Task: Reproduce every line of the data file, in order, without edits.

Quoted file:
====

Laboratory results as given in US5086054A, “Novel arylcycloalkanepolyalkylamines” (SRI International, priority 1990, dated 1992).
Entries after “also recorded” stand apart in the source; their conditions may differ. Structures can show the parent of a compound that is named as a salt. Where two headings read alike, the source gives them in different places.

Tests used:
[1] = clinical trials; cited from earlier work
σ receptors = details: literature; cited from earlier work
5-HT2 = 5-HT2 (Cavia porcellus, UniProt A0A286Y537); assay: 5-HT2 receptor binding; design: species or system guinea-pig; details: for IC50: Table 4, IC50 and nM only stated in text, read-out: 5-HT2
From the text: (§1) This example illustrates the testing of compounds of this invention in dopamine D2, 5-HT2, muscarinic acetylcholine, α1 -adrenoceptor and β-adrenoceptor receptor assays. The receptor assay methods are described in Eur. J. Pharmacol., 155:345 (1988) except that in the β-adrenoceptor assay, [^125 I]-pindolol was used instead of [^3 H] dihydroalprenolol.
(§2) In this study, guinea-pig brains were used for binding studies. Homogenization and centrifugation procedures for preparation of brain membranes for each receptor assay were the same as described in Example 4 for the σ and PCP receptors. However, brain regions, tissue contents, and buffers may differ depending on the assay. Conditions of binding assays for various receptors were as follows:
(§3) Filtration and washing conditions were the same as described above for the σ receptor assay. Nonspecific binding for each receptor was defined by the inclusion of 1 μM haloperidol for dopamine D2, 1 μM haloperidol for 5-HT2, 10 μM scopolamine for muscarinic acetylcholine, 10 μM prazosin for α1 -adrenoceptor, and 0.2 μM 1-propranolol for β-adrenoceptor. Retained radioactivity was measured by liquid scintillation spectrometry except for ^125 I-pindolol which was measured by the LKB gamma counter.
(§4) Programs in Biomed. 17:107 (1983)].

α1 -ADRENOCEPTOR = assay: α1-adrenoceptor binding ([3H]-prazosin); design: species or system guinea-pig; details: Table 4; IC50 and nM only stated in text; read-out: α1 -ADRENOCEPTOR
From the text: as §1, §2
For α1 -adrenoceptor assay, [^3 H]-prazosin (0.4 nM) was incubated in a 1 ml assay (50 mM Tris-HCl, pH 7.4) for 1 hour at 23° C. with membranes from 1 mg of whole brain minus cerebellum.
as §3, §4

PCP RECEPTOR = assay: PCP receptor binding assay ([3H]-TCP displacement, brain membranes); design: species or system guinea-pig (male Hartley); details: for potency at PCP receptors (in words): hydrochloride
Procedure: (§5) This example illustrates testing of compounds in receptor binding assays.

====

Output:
Laboratory results as given in US5086054A, “Novel arylcycloalkanepolyalkylamines” (SRI International, priority 1990, dated 1992).
Entries after “also recorded” stand apart in the source; their conditions may differ. Structures can show the parent of a compound that is named as a salt. Where two headings read alike, the source gives them in different places.

Tests used:
[1] = clinical trials; cited from earlier work
σ receptors = details: literature; cited from earlier work
5-HT2 = 5-HT2 (Cavia porcellus, UniProt A0A286Y537); assay: 5-HT2 receptor binding; design: species or system guinea-pig; details: for IC50: Table 4, IC50 and nM only stated in text, read-out: 5-HT2
From the text: (§1) This example illustrates the testing of compounds of this invention in dopamine D2, 5-HT2, muscarinic acetylcholine, α1 -adrenoceptor and β-adrenoceptor receptor assays. The receptor assay methods are described in Eur. J. Pharmacol., 155:345 (1988) except that in the β-adrenoceptor assay, [^125 I]-pindolol was used instead of [^3 H] dihydroalprenolol.
(§2) In this study, guinea-pig brains were used for binding studies. Homogenization and centrifugation procedures for preparation of brain membranes for each receptor assay were the same as described in Example 4 for the σ and PCP receptors. However, brain regions, tissue contents, and buffers may differ depending on the assay. Conditions of binding assays for various receptors were as follows:
(§3) Filtration and washing conditions were the same as described above for the σ receptor assay. Nonspecific binding for each receptor was defined by the inclusion of 1 μM haloperidol for dopamine D2, 1 μM haloperidol for 5-HT2, 10 μM scopolamine for muscarinic acetylcholine, 10 μM prazosin for α1 -adrenoceptor, and 0.2 μM 1-propranolol for β-adrenoceptor. Retained radioactivity was measured by liquid scintillation spectrometry except for ^125 I-pindolol which was measured by the LKB gamma counter.
(§4) Programs in Biomed. 17:107 (1983)].

α1 -ADRENOCEPTOR = assay: α1-adrenoceptor binding ([3H]-prazosin); design: species or system guinea-pig; details: Table 4; IC50 and nM only stated in text; read-out: α1 -ADRENOCEPTOR
From the text: as §1, §2
For α1 -adrenoceptor assay, [^3 H]-prazosin (0.4 nM) was incubated in a 1 ml assay (50 mM Tris-HCl, pH 7.4) for 1 hour at 23° C. with membranes from 1 mg of whole brain minus cerebellum.
as §3, §4

PCP RECEPTOR = assay: PCP receptor binding assay ([3H]-TCP displacement, brain membranes); design: species or system guinea-pig (male Hartley); details: for potency at PCP receptors (in words): hydrochloride
Procedure: (§5) This example illustrates testing of compounds in receptor binding assays.